Storms have dumped more than a foot of rain in the Houston area, flooding dozens of neighborhoods and forcing the closure of city offices and the suspension of public transit.
The National Weather Service says the area received up to 16 inches of rain in the 24 hours through Monday morning. A flash flood watch is in effect for the Houston area through Tuesday morning.
Houston Mayor Sylvester Turner said that the heavy rainfall has moved to the south and that the city is anticipating only about another half-inch the rest of the day.
Turner says officials are trying to determine if the body of a person found in a vehicle submerged in water is a storm-related death. Turner says the person is believed to be a contractor working for the city's airport system but authorities don't have enough information to confirm the cause of death. The fatality would be the first related to the flooding.
Houston Public Media reports: "Judge Ed Emmett has signed disaster declaration for Harris County, over 1,000 homes were flooded Monday morning. Fort Bend County Judge Robert Hebert has signed a local disaster declaration for Fort Bend County as well. Emmett says some parts of town have experienced more severe flooding than ever recorded."
[For more updates, visit Houston Public Media.]
— Richard Guerra (@richardassigns) April 18, 2016
Horse rescue underway
Emergency responders have tried to reach several horses trapped in high water near a Houston-area stable where flooding nearly reached the roofs of some buildings.
People driving by on a road near the flooded area stopped to yell encouragement to animals struggling to keep their heads above water Monday.
The horses were seen trying to get over what appeared to be a flood-inundated fence in the area near Cypress Creek.
Harris County officials were trying to reach the Texas Animal Health Commission to try to get a rescue team to the stables just north of George Bush Intercontinental Airport. A number of roads near the airport were flooded Monday.
The fate of the horses wasn't immediately known.
A day off for students
More than 1 million students in the Houston area had a weather-related day off Monday because of storms that dumped as much as 16 inches of rain.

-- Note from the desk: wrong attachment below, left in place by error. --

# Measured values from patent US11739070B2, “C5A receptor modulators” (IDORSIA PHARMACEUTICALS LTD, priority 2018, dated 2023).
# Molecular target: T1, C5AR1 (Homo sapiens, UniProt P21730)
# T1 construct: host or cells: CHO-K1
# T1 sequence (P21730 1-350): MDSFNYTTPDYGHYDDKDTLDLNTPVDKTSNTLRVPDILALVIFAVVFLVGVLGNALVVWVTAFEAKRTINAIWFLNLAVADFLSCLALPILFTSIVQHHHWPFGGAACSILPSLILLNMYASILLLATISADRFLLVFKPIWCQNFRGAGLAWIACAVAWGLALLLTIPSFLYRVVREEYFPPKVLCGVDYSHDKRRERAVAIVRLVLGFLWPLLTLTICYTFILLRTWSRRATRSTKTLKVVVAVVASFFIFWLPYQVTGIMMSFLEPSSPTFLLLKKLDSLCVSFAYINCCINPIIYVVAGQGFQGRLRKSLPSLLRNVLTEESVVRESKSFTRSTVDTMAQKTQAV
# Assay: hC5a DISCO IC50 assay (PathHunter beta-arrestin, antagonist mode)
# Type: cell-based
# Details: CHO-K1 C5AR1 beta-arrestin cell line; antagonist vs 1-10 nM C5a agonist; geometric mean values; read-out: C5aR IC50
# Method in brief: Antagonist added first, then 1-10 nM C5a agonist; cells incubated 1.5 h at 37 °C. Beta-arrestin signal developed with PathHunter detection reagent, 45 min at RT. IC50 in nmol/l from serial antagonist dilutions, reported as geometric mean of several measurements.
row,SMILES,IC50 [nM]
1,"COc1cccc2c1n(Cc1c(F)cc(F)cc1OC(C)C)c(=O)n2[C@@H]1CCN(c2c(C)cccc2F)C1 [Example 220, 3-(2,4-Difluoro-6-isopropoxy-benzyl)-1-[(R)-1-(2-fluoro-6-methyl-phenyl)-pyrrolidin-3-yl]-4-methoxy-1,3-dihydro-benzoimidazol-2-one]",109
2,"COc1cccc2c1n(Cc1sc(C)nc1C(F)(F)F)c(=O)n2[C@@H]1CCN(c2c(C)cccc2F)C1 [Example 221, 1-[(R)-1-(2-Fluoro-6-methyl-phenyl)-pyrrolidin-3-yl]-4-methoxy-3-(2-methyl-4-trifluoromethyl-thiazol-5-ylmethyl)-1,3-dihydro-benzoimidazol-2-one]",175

More than 40 districts and universities canceled school as heavy rain and flooding inundated parts of Harris County and threatened nearby areas.
The closures included the Houston Independent School District, the largest in Texas with about 215,000 students, plus Texas Southern University and the Houston Community College System.
The more than 40,000-student University of Houston cited street flooding in calling off classes. Rice University also canceled school Monday.
— TxDOT - Yoakum (@TxDOTYoakum) April 18, 2016
100,000+ left without power
More than 110,000 Houston area homes and business have lost electricity during storms that flooded roads and grounded hundreds of flights.
CenterPoint Energy crews worked Monday to restore the power lost when up to 16 inches of rain fell in the area.
George Bush Intercontinental Airport in Houston reported an increase in the number of flights canceled to 410 as the storms flooded roads near the airport. Hobby Airport has canceled more than 135 flights.
TV reporter helps rescue stranded motorist
A TV reporter has helped to rescue a man who drove his car into a flooded underpass in Houston.
In the incident captured on video Monday, KTRK reporter Steve Campion yells, "Dude, you've got to get out of the car!"
The man opens the passenger door and crawls out into the water as the reporter yells: "Leave the car! Swim!"
The driver swims toward Campion, who wades out into the waist-deep water and extends his hand.
As the car slowly sinks under water, the driver tells Campion that he's OK and that he didn't think the water was so deep.